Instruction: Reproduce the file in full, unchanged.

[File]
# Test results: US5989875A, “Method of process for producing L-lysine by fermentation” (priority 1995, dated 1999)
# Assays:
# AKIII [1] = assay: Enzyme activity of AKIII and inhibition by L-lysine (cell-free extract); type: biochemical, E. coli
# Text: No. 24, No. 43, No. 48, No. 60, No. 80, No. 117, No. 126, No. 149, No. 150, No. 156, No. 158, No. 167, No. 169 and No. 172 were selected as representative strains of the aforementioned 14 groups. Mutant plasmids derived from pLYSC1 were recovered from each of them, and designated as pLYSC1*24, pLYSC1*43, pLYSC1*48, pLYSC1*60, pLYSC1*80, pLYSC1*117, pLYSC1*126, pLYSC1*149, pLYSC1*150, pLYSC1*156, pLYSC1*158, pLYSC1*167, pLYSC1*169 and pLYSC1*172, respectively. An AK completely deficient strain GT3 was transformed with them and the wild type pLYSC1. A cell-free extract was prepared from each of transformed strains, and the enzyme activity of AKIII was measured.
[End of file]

# Test results: US5989875A, “Method of process for producing L-lysine by fermentation” (priority 1995, dated 1999)
# Assays:
# AKIII [1] = assay: Enzyme activity of AKIII and inhibition by L-lysine (cell-free extract); type: biochemical, E. coli
# Text: No. 24, No. 43, No. 48, No. 60, No. 80, No. 117, No. 126, No. 149, No. 150, No. 156, No. 158, No. 167, No. 169 and No. 172 were selected as representative strains of the aforementioned 14 groups. Mutant plasmids derived from pLYSC1 were recovered from each of them, and designated as pLYSC1*24, pLYSC1*43, pLYSC1*48, pLYSC1*60, pLYSC1*80, pLYSC1*117, pLYSC1*126, pLYSC1*149, pLYSC1*150, pLYSC1*156, pLYSC1*158, pLYSC1*167, pLYSC1*169 and pLYSC1*172, respectively. An AK completely deficient strain GT3 was transformed with them and the wild type pLYSC1. A cell-free extract was prepared from each of transformed strains, and the enzyme activity of AKIII was measured.